By Amber Cushman – Compliance Attorney, DocuTech Corporation
On October 28, 2013, Richard Cordray addressed the Mortgage Bankers Association at their annual convention in Washington, DC, and he explained the agency’s mission and goals to promote “fair, transparent, and competitive markets”. He stressed the agency’s desire to “assure evenhanded oversight of consumer financial markets and to prevent bad practices from taking root.” To this end, the CFPB has promulgated regulations to help implement the Dodd Frank Wall Street Reform and Consumer Protection Act.
Cordray provided an overview of some of the more important new regulations, including the Ability-to-Repay Rule, Qualified Mortgage Rule, and new servicing regulations. He emphasized the regulations’ purpose, which is to prevent another economic crisis like the one that the nation is facing and slowly recovering from. The new regulations are intended to promote consumers’ access to credit, ensure consumers get mortgages they can afford to pay back, and create a fairer, more effective process for troubled borrowers faced with the prospect of losing their homes. To this end, Cordray said the CFPB is “committed to open, inclusive, transparent decision-making.” He cited the Bureau’s efforts to conduct research and solicit input from stakeholders in the mortgage industry before finalizing their rules.
In his explanation of the QM Rule, Cordray estimated “that more than 95 percent of the mortgage loans being made in the current market will be Qualified Mortgages”. While not all mortgages fall within the QM safe harbor, Cordray reassured lenders who make non-QM loans based on sound underwriting standards that their lending models will not be negatively affected by the new rules. He also offered assurances that the QM rule will deliver predictable legal protections, but that the rules “left little room for legal challenges to whether a given mortgage is a QM.”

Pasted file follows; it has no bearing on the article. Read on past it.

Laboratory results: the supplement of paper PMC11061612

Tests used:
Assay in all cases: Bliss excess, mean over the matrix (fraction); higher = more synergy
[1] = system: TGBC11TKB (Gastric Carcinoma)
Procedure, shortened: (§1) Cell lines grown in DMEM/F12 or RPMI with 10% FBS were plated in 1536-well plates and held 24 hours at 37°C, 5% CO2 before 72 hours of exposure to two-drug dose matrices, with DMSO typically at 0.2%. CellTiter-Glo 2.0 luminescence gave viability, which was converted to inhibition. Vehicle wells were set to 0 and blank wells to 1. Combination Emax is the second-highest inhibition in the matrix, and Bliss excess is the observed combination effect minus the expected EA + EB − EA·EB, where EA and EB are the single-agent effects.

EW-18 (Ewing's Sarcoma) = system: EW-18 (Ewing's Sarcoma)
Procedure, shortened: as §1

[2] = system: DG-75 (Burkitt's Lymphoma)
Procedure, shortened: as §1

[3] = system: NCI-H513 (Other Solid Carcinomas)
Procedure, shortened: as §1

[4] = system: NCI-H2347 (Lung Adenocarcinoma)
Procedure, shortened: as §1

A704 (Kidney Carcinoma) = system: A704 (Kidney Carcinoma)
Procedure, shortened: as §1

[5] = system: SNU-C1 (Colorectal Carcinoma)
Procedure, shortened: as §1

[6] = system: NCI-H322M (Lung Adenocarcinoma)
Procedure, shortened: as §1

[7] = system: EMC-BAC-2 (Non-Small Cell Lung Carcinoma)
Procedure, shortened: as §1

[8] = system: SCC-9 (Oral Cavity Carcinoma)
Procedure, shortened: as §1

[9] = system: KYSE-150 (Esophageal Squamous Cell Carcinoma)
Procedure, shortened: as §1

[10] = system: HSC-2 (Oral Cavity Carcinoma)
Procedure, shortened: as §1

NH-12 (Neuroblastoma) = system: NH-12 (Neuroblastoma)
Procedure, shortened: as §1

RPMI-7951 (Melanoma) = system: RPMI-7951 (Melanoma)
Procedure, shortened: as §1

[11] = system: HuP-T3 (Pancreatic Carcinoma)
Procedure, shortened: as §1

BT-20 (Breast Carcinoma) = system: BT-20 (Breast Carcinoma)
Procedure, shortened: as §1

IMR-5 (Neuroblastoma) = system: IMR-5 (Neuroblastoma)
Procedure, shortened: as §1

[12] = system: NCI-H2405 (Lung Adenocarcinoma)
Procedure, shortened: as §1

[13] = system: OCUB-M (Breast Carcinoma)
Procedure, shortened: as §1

He told lenders that the CFPB will be “sensitive to the progress made by those lenders and servicers who have been squarely focused on making good-faith efforts to come into substantial compliance on time.” While the CFPB may be sensitive to lenders’ good-faith efforts, plaintiffs’ attorneys will likely be less sensitive to such good-faith efforts, and lenders should ensure their compliance departments are prepared to be fully compliant by January 2014. Cordray offered some sympathy toward the burden lenders will face in preparing for the new regulations: “We understand this poses a challenge for industry, just as the writing of such a substantial set of mortgage rules by last January posed a significant challenge for our new agency.”
DocuTech Corporation is committed to providing lenders with mortgage documentation solutions that comply in all respects with the new rules proposed by the CFPB. For more details on DocuTech’s implementation plans, please review the articles posted on our website at www.docutechcorp.com/compliance.